NEW YORK, Sept. 3, 1998 — Hurricane Bonnie caused an estimated $360 million in damage to insured property in three states, according to preliminary calculations by Insurance Services Office, Inc.'s (ISO) Property Claim Services (PCS) unit.
According to ISO's PCS unit, damage to insured personal and commercial property and vehicles from Hurricane Bonnie totaled $240 million in North Carolina, $95 million in Virginia and $25 million in South Carolina. About 170,000 claims are expected to be filed with insurers.
Property damage inflicted by Hurricane Bonnie was not as devastating as initially feared. While damage was extensive in the immediate coastal area where Hurricane Bonnie made landfall — near Cape Fear in North Carolina — the storm weakened as it moved inland.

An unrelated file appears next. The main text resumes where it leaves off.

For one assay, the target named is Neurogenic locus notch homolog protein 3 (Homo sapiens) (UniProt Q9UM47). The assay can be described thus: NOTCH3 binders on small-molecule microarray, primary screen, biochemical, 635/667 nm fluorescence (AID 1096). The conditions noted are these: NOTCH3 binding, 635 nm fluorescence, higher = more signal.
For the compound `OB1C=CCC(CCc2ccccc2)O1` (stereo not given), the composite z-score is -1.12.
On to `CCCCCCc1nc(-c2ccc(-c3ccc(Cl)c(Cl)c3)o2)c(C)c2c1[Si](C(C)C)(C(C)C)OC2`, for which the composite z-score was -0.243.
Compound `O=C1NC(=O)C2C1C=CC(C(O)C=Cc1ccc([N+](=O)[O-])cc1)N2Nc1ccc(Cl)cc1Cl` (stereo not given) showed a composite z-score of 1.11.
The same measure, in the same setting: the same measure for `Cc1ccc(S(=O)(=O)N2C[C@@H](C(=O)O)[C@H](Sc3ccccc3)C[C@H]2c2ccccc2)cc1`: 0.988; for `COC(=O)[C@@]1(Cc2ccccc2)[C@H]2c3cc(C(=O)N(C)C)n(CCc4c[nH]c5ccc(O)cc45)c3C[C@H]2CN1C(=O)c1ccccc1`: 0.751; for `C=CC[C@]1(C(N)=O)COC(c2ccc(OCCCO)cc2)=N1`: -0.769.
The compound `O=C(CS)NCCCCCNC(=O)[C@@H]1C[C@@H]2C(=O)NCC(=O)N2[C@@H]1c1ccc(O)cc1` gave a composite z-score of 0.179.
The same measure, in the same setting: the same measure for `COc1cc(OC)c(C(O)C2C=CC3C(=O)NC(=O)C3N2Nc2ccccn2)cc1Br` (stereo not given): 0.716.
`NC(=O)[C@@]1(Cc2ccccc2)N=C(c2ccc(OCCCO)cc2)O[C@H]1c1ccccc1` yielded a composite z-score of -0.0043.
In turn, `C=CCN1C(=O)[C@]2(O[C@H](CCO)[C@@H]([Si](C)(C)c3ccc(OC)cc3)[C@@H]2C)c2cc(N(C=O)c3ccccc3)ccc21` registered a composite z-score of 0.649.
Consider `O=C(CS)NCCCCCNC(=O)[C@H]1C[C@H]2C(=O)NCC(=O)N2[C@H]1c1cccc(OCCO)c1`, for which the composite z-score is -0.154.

Many of the claims reported to insurers involve roofs, siding, gutters and interior water damage.
ISO's PCS unit defines a catastrophe as an event within a particular territory that causes $25 million or more in insured property losses and affects a significant number of property and casualty policyholders and insurers.
PCS estimates represent anticipated insured loss on an industry-wide basis arising from catastrophes, reflecting the total net insurance payment for personal and commercial property lines of insurance covering fixed property, personal property, vehicles, boats, related property items and business-interruption losses. The estimates exclude loss-adjustment expenses.
Since 1949, PCS has been the source of insurance property loss estimates for domestic and international insurers.